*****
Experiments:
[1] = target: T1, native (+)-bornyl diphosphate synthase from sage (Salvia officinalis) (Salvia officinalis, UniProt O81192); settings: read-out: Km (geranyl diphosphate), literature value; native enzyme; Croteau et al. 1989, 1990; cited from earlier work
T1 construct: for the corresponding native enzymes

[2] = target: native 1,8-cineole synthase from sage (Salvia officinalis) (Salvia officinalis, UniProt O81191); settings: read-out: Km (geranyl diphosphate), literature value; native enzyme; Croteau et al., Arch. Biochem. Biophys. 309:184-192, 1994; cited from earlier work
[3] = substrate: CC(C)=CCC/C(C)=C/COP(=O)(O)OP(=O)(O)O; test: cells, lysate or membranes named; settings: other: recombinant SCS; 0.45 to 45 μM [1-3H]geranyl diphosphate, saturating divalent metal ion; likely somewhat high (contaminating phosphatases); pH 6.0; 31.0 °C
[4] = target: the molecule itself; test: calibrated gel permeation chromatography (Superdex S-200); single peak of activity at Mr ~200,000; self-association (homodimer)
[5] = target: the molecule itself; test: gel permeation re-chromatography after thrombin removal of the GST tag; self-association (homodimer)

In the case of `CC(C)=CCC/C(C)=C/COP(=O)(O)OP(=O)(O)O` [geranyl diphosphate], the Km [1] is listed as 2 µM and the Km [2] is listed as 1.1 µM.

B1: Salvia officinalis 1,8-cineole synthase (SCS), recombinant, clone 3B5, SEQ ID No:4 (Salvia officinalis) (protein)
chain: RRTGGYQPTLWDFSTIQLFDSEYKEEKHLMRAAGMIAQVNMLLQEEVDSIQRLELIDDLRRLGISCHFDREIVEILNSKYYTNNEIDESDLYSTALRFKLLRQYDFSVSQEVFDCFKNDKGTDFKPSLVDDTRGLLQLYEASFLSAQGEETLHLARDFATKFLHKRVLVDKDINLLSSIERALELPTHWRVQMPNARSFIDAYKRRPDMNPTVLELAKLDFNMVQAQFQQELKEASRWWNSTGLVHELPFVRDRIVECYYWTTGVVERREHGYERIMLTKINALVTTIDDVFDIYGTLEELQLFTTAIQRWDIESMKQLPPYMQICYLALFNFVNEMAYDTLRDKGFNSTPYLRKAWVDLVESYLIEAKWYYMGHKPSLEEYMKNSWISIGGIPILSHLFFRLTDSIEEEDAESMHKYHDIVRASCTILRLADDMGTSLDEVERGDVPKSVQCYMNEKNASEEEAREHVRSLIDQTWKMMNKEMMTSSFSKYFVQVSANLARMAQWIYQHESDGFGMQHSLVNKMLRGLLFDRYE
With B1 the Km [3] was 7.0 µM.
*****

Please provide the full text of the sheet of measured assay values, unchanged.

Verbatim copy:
Experiments:
[1] = target: T1, native (+)-bornyl diphosphate synthase from sage (Salvia officinalis) (Salvia officinalis, UniProt O81192); settings: read-out: Km (geranyl diphosphate), literature value; native enzyme; Croteau et al. 1989, 1990; cited from earlier work
T1 construct: for the corresponding native enzymes

[2] = target: native 1,8-cineole synthase from sage (Salvia officinalis) (Salvia officinalis, UniProt O81191); settings: read-out: Km (geranyl diphosphate), literature value; native enzyme; Croteau et al., Arch. Biochem. Biophys. 309:184-192, 1994; cited from earlier work
[3] = substrate: CC(C)=CCC/C(C)=C/COP(=O)(O)OP(=O)(O)O; test: cells, lysate or membranes named; settings: other: recombinant SCS; 0.45 to 45 μM [1-3H]geranyl diphosphate, saturating divalent metal ion; likely somewhat high (contaminating phosphatases); pH 6.0; 31.0 °C
[4] = target: the molecule itself; test: calibrated gel permeation chromatography (Superdex S-200); single peak of activity at Mr ~200,000; self-association (homodimer)
[5] = target: the molecule itself; test: gel permeation re-chromatography after thrombin removal of the GST tag; self-association (homodimer)

In the case of `CC(C)=CCC/C(C)=C/COP(=O)(O)OP(=O)(O)O` [geranyl diphosphate], the Km [1] is listed as 2 µM and the Km [2] is listed as 1.1 µM.

B1: Salvia officinalis 1,8-cineole synthase (SCS), recombinant, clone 3B5, SEQ ID No:4 (Salvia officinalis) (protein)
chain: RRTGGYQPTLWDFSTIQLFDSEYKEEKHLMRAAGMIAQVNMLLQEEVDSIQRLELIDDLRRLGISCHFDREIVEILNSKYYTNNEIDESDLYSTALRFKLLRQYDFSVSQEVFDCFKNDKGTDFKPSLVDDTRGLLQLYEASFLSAQGEETLHLARDFATKFLHKRVLVDKDINLLSSIERALELPTHWRVQMPNARSFIDAYKRRPDMNPTVLELAKLDFNMVQAQFQQELKEASRWWNSTGLVHELPFVRDRIVECYYWTTGVVERREHGYERIMLTKINALVTTIDDVFDIYGTLEELQLFTTAIQRWDIESMKQLPPYMQICYLALFNFVNEMAYDTLRDKGFNSTPYLRKAWVDLVESYLIEAKWYYMGHKPSLEEYMKNSWISIGGIPILSHLFFRLTDSIEEEDAESMHKYHDIVRASCTILRLADDMGTSLDEVERGDVPKSVQCYMNEKNASEEEAREHVRSLIDQTWKMMNKEMMTSSFSKYFVQVSANLARMAQWIYQHESDGFGMQHSLVNKMLRGLLFDRYE
With B1 the Km [3] was 7.0 µM.